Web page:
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Personal Responsibility and Middle Knowledge: A Challenge for the Molinist
International Journal for Philosophy of Religion
Vol. 66, No. 2 (Oct., 2009), pp. 61-70
Published by: Springer
Stable URL: http://www.jstor.org/stable/40270268
Page Count: 10
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In this paper, I develop and discuss an argument intended to demonstrate that the Molinist notion of middle knowledge, and in particular the concept of counterfactuals of freedom, is incompatible with the notion of personal responsibility (for created creatures). In Sect. 1, I discuss the Molinist concepts of middle knowledge and counterfactuals of freedom. In Sect. 2, I develop an argument (henceforth, the Transfer of Negative Responsibility Argument, or TNRA) to the effect that, due to their construal of the concepts of middle knowledge and counterfactuals of freedom, Molinists are not entitled to the notion that individuals are personally responsible— even for those actions that they freely perform. I then discuss the only two promising strategies for rejecting the argument in Sects. 3 and 4. Finally, in Sect. 5, I contend that, although TNRA may be unsuccessful as an internal argument against the Molinist, either of the possible strategies for rejecting TNRA poses a difficulty for the Molinist. Both response strategies force the Molinist into adopting a popular compatibilist strategy for rejecting a common negative argument against compatibilism. Thus, if Molinism represents a libertarian—i. e., incompatibilist—account of human freedom (as, e. g., Flint claims in his recent Divine Providence: The Molinist Account, noting that libertarianism is one of the "twin bases of Molinism"), then the discussion of TNRA poses, if not a dilemma, at the very least a serious challenge for the Molinist.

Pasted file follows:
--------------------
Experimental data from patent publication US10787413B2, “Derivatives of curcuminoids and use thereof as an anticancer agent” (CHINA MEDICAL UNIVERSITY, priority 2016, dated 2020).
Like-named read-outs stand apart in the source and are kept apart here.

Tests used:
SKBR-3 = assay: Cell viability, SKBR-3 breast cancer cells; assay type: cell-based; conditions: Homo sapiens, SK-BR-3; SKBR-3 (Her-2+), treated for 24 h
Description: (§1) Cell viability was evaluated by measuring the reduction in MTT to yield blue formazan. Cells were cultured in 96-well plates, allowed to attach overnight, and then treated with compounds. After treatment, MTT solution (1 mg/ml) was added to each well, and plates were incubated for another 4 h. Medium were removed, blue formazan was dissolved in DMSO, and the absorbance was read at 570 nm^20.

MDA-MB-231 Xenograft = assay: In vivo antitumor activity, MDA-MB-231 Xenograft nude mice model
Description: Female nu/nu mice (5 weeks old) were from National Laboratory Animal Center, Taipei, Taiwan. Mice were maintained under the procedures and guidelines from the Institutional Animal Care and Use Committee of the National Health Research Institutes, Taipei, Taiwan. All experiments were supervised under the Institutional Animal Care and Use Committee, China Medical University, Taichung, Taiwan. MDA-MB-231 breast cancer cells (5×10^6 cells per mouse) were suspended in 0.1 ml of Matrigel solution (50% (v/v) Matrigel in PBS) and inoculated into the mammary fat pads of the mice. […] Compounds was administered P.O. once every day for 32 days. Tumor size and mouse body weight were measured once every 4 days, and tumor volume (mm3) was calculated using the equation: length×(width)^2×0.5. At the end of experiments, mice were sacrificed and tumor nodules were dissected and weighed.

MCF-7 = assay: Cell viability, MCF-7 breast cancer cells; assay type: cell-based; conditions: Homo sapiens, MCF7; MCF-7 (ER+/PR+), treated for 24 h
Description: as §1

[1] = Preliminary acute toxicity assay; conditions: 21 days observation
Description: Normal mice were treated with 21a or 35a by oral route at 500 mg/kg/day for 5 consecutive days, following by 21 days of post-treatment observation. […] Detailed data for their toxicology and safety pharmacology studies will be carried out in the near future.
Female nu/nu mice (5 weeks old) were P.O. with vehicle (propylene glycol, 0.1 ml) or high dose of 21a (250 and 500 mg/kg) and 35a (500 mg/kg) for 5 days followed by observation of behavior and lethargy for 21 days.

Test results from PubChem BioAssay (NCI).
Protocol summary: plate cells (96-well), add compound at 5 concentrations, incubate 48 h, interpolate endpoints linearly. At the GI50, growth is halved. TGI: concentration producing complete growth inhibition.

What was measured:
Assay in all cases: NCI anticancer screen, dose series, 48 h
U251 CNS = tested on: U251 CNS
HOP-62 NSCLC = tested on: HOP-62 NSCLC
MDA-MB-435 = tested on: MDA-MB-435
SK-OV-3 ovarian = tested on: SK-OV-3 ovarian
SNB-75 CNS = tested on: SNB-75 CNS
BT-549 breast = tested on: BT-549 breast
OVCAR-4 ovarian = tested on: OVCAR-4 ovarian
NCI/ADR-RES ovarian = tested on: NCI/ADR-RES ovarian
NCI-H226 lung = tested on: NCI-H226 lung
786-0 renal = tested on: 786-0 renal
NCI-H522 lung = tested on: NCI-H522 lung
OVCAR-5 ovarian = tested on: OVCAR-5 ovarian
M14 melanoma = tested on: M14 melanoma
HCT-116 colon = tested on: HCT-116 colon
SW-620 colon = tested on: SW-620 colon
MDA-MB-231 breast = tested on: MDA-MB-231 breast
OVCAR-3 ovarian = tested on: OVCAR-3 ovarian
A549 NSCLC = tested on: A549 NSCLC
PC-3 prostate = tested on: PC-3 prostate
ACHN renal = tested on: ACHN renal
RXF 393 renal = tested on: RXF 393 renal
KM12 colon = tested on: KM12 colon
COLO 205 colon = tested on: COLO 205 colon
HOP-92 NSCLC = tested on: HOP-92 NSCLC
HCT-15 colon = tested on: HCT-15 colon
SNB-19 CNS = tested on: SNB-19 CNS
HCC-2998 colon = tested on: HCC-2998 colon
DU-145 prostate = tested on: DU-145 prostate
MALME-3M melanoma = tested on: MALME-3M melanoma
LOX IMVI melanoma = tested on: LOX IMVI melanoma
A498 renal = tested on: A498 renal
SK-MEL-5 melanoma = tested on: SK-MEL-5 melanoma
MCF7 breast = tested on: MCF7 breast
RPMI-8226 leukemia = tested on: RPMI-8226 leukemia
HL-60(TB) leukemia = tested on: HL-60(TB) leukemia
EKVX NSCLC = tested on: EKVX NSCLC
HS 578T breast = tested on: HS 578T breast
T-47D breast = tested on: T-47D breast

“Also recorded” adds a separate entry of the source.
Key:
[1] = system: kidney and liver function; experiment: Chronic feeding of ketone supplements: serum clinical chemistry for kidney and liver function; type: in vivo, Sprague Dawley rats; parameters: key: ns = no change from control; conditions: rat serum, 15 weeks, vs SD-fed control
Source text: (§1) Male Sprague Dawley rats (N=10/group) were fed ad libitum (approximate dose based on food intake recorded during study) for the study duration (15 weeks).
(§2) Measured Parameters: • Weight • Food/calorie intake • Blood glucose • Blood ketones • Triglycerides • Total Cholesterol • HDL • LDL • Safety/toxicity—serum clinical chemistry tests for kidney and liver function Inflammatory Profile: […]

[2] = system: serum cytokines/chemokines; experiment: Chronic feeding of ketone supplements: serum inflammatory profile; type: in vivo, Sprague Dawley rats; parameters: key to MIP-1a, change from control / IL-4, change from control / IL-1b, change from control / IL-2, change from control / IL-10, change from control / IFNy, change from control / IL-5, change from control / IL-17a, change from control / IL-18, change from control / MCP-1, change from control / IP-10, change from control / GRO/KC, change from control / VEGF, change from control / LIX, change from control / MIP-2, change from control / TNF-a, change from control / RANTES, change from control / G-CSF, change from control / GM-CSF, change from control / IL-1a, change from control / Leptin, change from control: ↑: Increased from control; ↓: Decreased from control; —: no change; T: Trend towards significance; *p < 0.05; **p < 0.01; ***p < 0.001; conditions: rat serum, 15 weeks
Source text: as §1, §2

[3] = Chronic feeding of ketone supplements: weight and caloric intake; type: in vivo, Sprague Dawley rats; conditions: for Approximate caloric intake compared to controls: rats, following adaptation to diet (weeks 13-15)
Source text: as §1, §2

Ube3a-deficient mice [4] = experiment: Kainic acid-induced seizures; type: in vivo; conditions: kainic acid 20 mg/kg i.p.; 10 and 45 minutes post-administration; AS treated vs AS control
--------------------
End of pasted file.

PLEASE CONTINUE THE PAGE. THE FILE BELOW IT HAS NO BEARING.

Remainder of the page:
International Journal for Philosophy of Religion © 2009 Springer